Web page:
Belfast Telegraph

Kirsty McManus: No time to take foot off Brexit preparation pedal

Kirsty McManus
Kirsty McManus

By Kirsty McManus

Brexit may not be happening this Thursday any longer, but that doesn't mean businesses - and the Government - can take their feet off the pedals when it comes to preparations.

The announcement by the European Union yesterday morning that they approved of a lengthening of the Brexit process until as late as January 31, 2020 had been widely anticipated.

A caveat would allow the UK to depart the EU earlier (on December 1 or January 1) if Boris Johnson's deal could get the full backing of Parliament.

The plan would also see EU leaders "firmly" exclude any further negotiations and reopening of the withdrawal agreement.

For the business community, any extension provides an opportunity to step up preparations in areas where it had been lacking and double check existing contingency plans to ensure they are as robust as they can be, considering the circumstances.

The Government, meanwhile, must also grasp this opportunity to provide significantly greater details on what the current deal means - particularly for businesses in Northern Ireland.

Grave concerns remain about the possibility of divergence between Northern Ireland and Great Britain in the future and the fragmentation of the domestic UK market that could occur as a result. The fact that the Government's own impact assessment outlines that an increasing burden of red tape and bureaucracy could be placed on local businesses, especially around new customs requirements, is deeply worrying.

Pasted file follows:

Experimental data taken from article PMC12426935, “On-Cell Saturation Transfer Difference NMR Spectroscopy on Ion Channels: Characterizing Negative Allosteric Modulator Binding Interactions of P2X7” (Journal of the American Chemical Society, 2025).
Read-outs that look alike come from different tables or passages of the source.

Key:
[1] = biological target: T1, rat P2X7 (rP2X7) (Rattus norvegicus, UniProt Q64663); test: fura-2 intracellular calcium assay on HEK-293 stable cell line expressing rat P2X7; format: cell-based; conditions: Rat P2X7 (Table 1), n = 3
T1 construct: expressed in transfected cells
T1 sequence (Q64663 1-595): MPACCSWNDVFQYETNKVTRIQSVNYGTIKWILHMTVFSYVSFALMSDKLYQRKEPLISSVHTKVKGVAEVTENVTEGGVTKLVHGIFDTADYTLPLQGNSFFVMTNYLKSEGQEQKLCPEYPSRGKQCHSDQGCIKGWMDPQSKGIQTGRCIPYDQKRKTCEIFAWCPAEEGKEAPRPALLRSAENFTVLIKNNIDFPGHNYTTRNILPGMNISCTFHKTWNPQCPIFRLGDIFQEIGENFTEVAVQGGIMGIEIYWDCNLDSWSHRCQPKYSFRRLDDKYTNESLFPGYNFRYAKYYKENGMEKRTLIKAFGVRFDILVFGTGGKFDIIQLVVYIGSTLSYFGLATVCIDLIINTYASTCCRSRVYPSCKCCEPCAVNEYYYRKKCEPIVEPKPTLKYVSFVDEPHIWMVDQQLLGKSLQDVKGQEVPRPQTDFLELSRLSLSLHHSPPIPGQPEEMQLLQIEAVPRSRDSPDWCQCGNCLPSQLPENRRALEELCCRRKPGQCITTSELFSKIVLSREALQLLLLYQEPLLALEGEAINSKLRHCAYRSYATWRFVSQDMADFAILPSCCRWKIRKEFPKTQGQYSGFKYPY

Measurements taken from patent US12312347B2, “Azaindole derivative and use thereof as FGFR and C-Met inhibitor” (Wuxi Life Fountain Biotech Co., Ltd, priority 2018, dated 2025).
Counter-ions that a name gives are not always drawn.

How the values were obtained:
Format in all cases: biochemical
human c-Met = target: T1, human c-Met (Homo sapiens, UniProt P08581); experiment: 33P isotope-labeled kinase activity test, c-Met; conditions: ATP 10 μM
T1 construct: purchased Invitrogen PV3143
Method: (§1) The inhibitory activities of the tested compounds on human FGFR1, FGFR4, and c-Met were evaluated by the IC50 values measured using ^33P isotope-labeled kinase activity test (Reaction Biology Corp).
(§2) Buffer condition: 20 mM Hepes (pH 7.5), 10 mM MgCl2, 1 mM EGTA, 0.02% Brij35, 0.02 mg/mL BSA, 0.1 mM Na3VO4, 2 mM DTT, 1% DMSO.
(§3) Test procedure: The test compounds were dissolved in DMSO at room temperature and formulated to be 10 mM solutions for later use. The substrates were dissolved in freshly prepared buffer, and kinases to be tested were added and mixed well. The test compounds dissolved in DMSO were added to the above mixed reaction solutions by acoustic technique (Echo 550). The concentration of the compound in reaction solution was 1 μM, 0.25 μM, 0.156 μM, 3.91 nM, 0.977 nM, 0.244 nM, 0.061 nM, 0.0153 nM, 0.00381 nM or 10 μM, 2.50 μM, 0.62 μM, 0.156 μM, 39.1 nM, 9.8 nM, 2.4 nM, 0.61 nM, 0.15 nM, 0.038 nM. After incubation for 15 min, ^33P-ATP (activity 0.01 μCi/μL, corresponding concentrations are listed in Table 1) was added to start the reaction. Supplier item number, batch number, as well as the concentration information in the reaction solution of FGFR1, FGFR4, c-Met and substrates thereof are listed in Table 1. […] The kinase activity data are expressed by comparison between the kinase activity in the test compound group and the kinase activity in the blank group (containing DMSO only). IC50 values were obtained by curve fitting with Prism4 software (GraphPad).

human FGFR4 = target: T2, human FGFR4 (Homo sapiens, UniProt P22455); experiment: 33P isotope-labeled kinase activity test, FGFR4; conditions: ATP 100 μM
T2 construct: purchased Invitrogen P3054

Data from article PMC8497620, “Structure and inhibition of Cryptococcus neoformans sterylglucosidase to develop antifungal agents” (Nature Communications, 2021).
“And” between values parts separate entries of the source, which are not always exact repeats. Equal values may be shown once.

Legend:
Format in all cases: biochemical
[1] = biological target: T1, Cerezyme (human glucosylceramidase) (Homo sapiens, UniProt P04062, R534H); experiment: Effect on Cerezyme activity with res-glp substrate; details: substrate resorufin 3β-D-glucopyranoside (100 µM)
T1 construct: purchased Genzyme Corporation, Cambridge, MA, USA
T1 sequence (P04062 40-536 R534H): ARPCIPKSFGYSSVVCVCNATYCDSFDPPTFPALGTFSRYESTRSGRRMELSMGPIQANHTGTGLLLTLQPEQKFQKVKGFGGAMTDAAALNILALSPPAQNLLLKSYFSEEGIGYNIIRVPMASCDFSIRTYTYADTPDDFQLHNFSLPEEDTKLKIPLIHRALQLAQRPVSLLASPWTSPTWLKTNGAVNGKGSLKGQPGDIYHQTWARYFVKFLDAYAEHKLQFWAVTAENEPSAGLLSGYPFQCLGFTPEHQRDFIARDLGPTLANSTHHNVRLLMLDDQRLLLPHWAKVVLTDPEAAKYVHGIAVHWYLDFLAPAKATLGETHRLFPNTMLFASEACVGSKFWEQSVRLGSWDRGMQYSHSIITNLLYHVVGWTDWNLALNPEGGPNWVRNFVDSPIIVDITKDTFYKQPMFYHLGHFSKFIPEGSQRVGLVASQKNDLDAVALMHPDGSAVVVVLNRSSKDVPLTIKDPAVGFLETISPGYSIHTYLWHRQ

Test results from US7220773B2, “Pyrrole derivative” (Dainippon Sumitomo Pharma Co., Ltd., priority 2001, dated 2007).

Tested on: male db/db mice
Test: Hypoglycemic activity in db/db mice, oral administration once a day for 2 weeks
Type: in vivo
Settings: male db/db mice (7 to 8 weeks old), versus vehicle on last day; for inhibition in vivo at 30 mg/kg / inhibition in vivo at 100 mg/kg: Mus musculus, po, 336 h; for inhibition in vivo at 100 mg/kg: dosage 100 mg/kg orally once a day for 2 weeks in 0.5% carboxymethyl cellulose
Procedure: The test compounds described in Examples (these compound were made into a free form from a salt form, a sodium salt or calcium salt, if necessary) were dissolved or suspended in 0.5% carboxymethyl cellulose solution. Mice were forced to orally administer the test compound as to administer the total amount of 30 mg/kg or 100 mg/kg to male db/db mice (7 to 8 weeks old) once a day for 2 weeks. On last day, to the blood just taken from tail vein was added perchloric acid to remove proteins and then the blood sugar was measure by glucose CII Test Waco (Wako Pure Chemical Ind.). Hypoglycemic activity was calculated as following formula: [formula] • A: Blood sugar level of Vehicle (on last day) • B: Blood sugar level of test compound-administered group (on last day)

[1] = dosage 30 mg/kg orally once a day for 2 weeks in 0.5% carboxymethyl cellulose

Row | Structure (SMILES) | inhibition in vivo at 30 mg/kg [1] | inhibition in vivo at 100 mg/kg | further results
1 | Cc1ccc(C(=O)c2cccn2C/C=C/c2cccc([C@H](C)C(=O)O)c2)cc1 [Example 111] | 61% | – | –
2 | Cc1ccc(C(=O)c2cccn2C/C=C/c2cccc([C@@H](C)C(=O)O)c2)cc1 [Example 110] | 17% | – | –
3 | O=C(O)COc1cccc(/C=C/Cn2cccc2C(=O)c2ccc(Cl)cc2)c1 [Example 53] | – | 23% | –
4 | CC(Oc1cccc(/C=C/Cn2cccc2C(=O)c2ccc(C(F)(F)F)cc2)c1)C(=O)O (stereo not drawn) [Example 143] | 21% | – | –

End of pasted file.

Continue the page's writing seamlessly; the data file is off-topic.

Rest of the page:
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It also remains unclear whether Northern Ireland will benefit from any future EU or UK trade agreements.

Throughout October we have been meeting business leaders, both members and non-members, across Northern Ireland as part of our Brexit Ready NI initiative.

At a series of advice clinics in Londonderry, Cookstown and Belfast, we provided one-on-one advice, alongside our partners KPMG, to dozens of companies.

Meanwhile, a Meet the Experts lunch in Belfast on Friday was attended by more than 140 senior businessmen and women. Their appetite to avail of the expertise on offer illustrated the tremendous desire among the business community to get to the detail in Brexit and understand where their organisations need to adjust in order, not just to cope with upcoming changes but to flourish.

Businesses also continue to access advice via our dedicated email address through which they can secure tailored guidance on any Brexit related matter.

The next 72 hours may not represent the final countdown that has long been expected, but there is no time to hit the pause button on Brexit preparations.

  • Kirsty McManus is the national director of the Institute of Directors (IoD) in Northern Ireland

Belfast Telegraph